Technology based on Artificial Intelligence is helping keep people safe during an emergency.

New software called Incident identifies firefighters from victims and sends information to first respondents to help speed up the rescue process.

EVisuals developed the software with the University of Wollongong’s Smart Infrastructure Facility. EVisual’s managing director Matt Lynch has repeatedly seen tragic outcomes due to trained fire wardens feeling overwhelmed during an emergency evacuation.

“Using Nvidia hardware and artificial intelligence, Incident can tell the difference between firefighters searching the building from other building occupants. It can also identify any people who need help to evacuate, due to a disability, for example,” he said.

“This is an ambitious project, but with the help of SMART, we’re confident that the system can make an incredible improvement in building safety and emergency incident control.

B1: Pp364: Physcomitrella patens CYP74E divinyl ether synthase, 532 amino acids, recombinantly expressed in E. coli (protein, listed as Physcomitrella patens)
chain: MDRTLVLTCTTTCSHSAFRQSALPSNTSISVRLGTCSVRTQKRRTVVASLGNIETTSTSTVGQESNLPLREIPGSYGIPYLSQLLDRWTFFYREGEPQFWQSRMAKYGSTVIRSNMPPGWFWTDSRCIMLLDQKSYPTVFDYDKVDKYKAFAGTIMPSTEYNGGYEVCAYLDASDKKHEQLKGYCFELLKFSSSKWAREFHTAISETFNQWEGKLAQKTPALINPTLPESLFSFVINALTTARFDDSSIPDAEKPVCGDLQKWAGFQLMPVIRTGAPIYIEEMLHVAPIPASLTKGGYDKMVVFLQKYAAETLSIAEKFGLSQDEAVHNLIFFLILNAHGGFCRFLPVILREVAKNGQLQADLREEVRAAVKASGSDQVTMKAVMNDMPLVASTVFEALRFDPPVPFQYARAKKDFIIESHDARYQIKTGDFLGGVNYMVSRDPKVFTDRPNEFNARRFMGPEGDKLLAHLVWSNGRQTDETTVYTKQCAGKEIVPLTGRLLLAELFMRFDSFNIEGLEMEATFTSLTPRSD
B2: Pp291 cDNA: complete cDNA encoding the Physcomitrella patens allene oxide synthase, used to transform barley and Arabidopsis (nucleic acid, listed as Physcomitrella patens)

“Confirming the location of building occupants is currently reliant on verbal reports from building wardens and extensive searches by emergency services.

Incident gives emergency responders the critical information that they require about the building, and its occupants, in real time.”

SMART researcher Dr Johan Barthelemy says the system will be able to locate building occupants, differentiate them from firefighters, and has the potential to save lives in a range of scenarios.

“The idea for this project is to train an artificial intelligence model that will be able to recognise people, wardens and firefighters,” he said.

“The system can be used wherever fire wardens are currently appointed. That means in office blocks, residential apartment blocks and industrial complexes, for example.”

SMART director, Senior Professor Pascal Perez, said the facility was chosen for the six-month project because of the level of expertise on offer.

“This project builds upon and improves our current Edge computing technology, in order to adapt it to in-building emergency evacuation,” he said.

Next stage for the project is identify a test site.

“We hope this technology-enabled project will help emergency services organising better and faster evacuation during various disaster situations,” said Senior Professor Perez.

Read the story on Channel Nine.